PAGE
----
I just cleaned out our takeout menu file of all the old Salem/Beverly/Peabody places we frequented to make room for new Holbrook/Randolph/Abington menus, which was a sadder experience than I expected.
There are a lot of memories in those old restaurants. Asahi, in particular, was the sushi restaurant where I had lunch every Friday when I lived at the rectory and they were across the street. They were closed for a few years when their building was torn down, but when they re-opened it became a place for me and Melanie to go. In fact, the first meal after she gave birth to Isabella was takeout from Asahi, accompanied by well-wishes from the owner who came to know us on sight.
Then there was Cilantro, the high-end interior Mexican-style restaurant that was our first official date. (Melanie doesn’t recognize the unofficial first date as canonical.) Or Passage to India, site of many a memorable meal alone or with friends. Or The Landing in Marblehead, our last fine dining before Isabella was born.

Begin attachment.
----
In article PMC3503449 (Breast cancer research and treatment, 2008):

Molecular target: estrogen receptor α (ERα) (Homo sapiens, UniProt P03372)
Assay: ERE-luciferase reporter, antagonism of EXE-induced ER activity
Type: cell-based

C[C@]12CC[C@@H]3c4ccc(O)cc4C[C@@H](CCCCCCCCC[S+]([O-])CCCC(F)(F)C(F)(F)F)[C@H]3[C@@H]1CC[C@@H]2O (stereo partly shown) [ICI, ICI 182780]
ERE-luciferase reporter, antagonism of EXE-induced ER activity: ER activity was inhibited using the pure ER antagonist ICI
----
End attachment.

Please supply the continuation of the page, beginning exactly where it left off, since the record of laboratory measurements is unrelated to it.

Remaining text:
Of course, the reality is that once Isabella and Sophia came along those days of frequent nights out faded fast. Not that I really regret the loss. I’d rather have mac-and-cheese with the three women in my life every night than any fancy restaurant without them. And as the girls get older, we’ll have those opportunities again. (Especially now that we have Melanie’s sister, Theresa, around the babysit occasionally.)
So, out with the old takeout and in with the new memories and experiences we’re sure to share, not just over a table, but in all areas of our new “South of Boston” life.
Incidentally, we discovered a new authentic Mexican place on the way home from Home Depot in Brockton today, called Burrito Wraps. It was very good, inexpensive, and even my Texas-born wife declared it to be worthy of regular visits. And that’s saying something!
(Double-incidentally, am I the only one who calls it “Home Despot” and imagines a maniacal dictator requiring new home improvements from everyone who comes in. Oh. Yeah. I guess I am.)
Photo credit: Flickr.com user Amoeda. Used under a Creative Commons license.